However, over the last decade, there has been a concerted effort to privatise waste management and transfer the responsibilities of waste management to companies contracted by the ULBs. The decision to privatise waste management is driven by the belief that due to better access to funding, technology and more cost-effective solutions, the participation of the private sector can reduce the burden on ULBs and modernise waste management (Dukhan, Bourbon-Seclet and Yannic 2012: 9). Such privatisation has relied on the participation of large, and formal, waste management companies. The entry of these large companies was facilitated significantly by the launch of a large urban reform project initiated by the Government of India, the Jawaharlal Nehru National Urban Renewal Mission (JNNURM) in 2006. Under the JNNURM, 46 cities with a million-plus population embarked on modernising their solid waste management sector in partnership with the private sector. Most of the additional central assistance (ACA) from the Government of India, amounting to nearly INR 11.2 billion, was given to the large waste management companies (Government of India 2014).
Despite the presence of a large informal sector, private sector participation in the municipal solid waste context has predominantly focused on formal waste management companies that have been able to access government support and expand their operations. The role of the informal sector as private actors has not been acknowledged by the government to the same degree, leading to an underestimation of their contribution, and has also caused conflicts at different levels that undermine the potential of both (Chaturvedi, Arora and Saluja 2015: 8).
The discussion above suggests two defining characteristics of waste management in India. First, there are significant uncertainties about its future trajectories. We focus on the critical uncertainty related to the very conception of waste. Given the current scenario in India, it is not certain whether in the near future waste will continue to be dumped in landfills or whether it will be considered as a resource. Additional uncertainty is regarding the role of the informal sector. It is not clear whether the focus on privatisation of waste management will yield the desired results and lead to the further marginalisation of the informal sector, resulting in widespread loss of economic opportunities for the urban poor. The second defining characteristic of waste management in India is the presence of multiple actors who have several, and often conflicting, objectives. Understanding the complex interplay between the actors and their objectives and how they play out under different approaches (and technologies) is critical for designing and implementing effective interventions. The implication of such a diversity of actors and objectives is that the solid waste management sector is embedded in, and mediated by, a political framework with uneven power geometries, local political contexts and relations between stakeholders (Yates and Gutberlet 2011: 639). Consequently, these actors with their own conceptions of the future would like to influence developments in the sector such that they help meet their objectives.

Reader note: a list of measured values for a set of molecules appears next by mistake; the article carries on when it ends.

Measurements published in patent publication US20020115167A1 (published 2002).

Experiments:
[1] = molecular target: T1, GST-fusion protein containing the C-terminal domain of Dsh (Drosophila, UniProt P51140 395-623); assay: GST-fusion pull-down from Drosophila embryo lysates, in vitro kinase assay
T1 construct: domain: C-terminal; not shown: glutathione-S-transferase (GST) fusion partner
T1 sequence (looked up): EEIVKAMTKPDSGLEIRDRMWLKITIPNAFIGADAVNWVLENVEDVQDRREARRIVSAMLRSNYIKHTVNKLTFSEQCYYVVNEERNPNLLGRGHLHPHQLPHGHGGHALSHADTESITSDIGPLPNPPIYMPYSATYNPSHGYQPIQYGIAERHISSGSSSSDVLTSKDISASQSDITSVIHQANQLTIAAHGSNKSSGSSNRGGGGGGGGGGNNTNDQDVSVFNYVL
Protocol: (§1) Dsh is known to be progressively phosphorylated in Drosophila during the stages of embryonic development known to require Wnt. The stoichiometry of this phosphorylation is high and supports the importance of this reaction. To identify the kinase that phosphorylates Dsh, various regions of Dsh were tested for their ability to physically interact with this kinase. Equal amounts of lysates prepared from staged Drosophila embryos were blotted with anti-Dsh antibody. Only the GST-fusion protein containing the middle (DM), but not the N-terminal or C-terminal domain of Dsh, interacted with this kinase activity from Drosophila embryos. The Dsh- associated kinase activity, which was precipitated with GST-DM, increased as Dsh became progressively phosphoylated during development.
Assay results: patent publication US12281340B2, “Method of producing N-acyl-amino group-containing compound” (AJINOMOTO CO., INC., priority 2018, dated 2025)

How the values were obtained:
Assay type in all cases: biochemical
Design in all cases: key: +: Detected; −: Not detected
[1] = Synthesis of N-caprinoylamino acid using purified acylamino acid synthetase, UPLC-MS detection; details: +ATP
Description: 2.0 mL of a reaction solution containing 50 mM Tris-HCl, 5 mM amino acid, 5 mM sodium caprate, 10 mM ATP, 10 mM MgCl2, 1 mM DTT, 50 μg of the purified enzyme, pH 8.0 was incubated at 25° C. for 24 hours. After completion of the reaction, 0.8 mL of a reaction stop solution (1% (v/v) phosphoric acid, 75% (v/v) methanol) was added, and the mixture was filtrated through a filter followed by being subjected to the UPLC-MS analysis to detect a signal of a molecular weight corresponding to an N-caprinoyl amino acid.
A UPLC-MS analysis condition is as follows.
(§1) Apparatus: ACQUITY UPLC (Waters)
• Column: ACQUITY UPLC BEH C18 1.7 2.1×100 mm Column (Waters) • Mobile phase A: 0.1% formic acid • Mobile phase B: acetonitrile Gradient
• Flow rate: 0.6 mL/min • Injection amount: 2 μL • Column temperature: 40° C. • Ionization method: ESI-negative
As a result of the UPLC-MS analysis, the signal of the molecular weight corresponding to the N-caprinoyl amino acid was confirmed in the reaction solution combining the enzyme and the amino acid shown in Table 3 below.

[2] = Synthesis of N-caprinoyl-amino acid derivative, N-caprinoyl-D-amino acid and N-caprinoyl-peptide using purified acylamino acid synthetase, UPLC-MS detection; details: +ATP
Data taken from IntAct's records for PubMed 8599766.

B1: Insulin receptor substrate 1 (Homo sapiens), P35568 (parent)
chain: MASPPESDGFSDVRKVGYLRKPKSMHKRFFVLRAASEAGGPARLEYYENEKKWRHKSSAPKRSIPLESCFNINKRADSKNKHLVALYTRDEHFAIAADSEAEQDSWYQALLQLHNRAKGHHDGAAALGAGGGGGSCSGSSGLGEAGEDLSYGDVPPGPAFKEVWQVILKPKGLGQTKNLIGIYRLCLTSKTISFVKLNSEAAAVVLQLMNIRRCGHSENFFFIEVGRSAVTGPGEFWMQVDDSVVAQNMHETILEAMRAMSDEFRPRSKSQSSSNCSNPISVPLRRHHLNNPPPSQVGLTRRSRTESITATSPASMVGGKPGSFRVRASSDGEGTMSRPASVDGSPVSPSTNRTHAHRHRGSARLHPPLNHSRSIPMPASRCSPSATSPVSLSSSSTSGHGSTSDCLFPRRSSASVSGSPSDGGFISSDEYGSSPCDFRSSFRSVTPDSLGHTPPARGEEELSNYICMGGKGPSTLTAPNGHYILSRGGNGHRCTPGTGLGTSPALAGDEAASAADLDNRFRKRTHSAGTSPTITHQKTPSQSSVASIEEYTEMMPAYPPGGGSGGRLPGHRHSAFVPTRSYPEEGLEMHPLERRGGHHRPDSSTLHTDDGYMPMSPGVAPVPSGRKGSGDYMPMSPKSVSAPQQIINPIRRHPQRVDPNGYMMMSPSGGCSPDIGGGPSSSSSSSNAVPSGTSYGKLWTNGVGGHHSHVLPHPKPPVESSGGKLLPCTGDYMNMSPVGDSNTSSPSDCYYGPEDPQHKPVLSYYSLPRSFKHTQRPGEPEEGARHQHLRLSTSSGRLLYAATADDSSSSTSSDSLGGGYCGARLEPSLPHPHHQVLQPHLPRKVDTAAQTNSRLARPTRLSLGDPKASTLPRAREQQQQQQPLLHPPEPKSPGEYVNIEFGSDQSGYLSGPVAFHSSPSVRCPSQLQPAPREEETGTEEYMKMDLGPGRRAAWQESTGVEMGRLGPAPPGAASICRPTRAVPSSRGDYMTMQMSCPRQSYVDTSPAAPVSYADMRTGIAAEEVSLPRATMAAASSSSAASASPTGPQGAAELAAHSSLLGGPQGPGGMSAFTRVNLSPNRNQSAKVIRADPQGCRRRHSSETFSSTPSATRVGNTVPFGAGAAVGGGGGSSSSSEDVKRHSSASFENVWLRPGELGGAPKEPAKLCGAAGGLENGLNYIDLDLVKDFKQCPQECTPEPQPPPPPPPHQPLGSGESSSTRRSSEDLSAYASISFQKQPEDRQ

In this article, we describe the experience of using foresight methods to deal with the complex and uncertain challenge of waste management in large cities of India. An analytical framework is developed to address the critical issues of whether waste is conceived of as a burden or as a resource and what the role of the informal sector in future waste management will be. We also describe how combining foresight methods with political economy analysis allows us to identify the alliances that can drive progress within scenarios and also identify pathways between scenarios.
In what follows, Section 2 describes the analytical framework that combines foresight and political economy methods. In Section 3, we describe the results from applying the analytical framework to the context of waste management in India. Section 4 describes the lessons from the process of using foresight methods, while Section 5 concludes.
2 Analytical framework
In order to put some order into the uncertain and complex world of waste management in urban India, we use two different methods. To deal with uncertainty about the future we structure the research along four steps of foresight (horizon scanning) methods (Foresight HSC 2009) as follows.
Scoping: As a first step, we developed a scoping note that specified
the key research question and identified the target group. The overall